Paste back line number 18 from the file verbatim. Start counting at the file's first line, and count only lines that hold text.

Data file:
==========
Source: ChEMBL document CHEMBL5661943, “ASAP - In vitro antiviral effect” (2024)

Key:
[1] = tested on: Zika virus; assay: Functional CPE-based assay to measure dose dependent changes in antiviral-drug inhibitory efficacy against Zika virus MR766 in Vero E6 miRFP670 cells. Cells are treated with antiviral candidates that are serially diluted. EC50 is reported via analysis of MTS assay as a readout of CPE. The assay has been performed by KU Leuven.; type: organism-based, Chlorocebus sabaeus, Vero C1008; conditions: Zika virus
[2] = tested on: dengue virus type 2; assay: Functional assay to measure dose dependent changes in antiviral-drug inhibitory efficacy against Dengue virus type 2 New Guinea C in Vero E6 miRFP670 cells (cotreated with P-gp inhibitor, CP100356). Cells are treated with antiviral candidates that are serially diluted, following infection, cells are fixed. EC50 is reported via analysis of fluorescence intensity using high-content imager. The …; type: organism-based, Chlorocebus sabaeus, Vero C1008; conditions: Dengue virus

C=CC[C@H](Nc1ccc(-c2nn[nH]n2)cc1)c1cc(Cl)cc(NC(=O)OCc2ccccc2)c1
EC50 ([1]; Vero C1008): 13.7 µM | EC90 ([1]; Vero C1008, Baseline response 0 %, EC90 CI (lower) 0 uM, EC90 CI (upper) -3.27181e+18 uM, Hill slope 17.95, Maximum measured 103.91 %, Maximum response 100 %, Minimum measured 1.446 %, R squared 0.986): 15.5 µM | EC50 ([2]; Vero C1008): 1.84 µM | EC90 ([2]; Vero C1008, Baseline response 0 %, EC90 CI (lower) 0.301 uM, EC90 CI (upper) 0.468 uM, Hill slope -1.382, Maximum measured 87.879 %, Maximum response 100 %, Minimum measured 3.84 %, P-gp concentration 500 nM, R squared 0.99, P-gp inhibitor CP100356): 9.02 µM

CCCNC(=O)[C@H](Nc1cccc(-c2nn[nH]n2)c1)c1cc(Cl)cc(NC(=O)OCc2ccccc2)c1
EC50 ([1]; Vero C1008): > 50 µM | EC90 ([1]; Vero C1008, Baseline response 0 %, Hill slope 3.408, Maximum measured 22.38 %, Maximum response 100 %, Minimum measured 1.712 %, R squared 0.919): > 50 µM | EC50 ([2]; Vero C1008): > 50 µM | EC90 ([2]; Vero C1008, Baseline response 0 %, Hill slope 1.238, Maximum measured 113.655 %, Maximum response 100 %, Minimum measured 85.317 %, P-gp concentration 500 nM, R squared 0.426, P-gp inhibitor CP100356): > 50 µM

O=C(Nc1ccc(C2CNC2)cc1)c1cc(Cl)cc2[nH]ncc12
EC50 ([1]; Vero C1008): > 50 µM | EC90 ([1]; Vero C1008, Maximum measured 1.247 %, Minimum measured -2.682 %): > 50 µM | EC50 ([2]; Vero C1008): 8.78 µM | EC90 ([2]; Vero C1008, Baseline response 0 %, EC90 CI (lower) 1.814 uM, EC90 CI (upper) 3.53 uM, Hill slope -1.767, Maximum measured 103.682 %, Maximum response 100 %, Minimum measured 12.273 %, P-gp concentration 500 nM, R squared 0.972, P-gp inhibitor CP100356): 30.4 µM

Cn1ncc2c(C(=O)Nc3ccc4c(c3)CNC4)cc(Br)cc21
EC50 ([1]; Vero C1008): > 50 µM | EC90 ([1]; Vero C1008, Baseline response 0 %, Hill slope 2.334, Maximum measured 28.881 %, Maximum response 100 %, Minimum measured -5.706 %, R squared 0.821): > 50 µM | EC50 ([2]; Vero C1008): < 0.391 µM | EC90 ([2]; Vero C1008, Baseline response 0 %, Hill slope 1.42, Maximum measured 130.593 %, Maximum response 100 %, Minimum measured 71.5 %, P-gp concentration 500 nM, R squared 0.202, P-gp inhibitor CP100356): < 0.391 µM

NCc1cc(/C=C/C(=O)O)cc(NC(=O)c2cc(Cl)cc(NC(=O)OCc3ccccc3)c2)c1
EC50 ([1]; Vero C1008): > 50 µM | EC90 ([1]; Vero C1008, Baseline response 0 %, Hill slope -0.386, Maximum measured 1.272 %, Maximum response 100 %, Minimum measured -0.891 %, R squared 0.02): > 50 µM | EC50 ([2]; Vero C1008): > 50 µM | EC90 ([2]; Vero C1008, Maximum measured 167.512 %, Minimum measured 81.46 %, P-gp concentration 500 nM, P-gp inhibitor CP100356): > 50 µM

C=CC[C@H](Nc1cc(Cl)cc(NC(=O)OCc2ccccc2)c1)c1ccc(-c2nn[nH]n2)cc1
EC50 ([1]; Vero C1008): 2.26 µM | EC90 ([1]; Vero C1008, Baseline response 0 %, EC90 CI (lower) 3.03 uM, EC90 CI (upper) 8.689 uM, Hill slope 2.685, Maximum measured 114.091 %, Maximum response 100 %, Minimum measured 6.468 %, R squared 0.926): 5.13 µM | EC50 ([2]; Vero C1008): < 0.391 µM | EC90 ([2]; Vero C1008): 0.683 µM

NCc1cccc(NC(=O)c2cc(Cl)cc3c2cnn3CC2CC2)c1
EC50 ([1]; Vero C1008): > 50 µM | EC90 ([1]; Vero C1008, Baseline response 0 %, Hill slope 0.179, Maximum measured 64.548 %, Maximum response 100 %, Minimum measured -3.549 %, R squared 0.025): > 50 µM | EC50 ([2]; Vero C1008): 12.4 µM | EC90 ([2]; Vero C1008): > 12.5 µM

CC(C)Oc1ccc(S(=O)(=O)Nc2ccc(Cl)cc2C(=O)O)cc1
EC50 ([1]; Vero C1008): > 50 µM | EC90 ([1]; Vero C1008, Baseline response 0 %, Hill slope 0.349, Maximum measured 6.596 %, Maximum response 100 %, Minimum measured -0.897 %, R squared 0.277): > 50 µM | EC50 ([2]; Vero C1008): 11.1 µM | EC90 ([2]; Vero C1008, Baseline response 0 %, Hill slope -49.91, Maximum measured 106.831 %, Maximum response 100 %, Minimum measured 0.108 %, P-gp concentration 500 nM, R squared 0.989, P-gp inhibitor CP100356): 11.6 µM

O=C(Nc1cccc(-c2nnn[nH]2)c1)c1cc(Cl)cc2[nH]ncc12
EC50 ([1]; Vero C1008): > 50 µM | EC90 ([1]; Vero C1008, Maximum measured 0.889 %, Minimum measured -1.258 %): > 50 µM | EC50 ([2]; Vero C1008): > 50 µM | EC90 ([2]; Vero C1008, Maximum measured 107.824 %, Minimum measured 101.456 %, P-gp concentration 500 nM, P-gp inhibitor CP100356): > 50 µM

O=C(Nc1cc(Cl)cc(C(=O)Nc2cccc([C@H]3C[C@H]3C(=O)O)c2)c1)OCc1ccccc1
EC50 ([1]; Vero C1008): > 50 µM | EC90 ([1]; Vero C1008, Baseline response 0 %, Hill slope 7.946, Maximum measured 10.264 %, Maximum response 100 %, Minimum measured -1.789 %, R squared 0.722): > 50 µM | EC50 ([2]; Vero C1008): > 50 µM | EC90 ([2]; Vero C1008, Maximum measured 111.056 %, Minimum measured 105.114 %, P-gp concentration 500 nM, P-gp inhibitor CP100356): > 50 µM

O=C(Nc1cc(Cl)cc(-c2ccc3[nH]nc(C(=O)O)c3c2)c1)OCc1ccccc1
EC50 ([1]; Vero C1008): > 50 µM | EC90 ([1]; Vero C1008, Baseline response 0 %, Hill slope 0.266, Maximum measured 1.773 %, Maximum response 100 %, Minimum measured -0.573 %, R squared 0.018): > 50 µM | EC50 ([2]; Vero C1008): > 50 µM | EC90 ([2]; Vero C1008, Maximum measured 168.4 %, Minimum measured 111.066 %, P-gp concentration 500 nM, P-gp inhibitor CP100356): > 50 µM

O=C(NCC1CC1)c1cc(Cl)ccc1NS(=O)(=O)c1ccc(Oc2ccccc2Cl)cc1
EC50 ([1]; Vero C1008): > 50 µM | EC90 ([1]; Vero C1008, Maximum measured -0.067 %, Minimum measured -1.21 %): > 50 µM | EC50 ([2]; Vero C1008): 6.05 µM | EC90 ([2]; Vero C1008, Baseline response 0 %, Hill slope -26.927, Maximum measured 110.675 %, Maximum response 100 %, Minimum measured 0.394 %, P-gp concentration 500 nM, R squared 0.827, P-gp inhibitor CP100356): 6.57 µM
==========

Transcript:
EC50 ([1]; Vero C1008): > 50 µM | EC90 ([1]; Vero C1008, Baseline response 0 %, Hill slope 0.179, Maximum measured 64.548 %, Maximum response 100 %, Minimum measured -3.549 %, R squared 0.025): > 50 µM | EC50 ([2]; Vero C1008): 12.4 µM | EC90 ([2]; Vero C1008): > 12.5 µM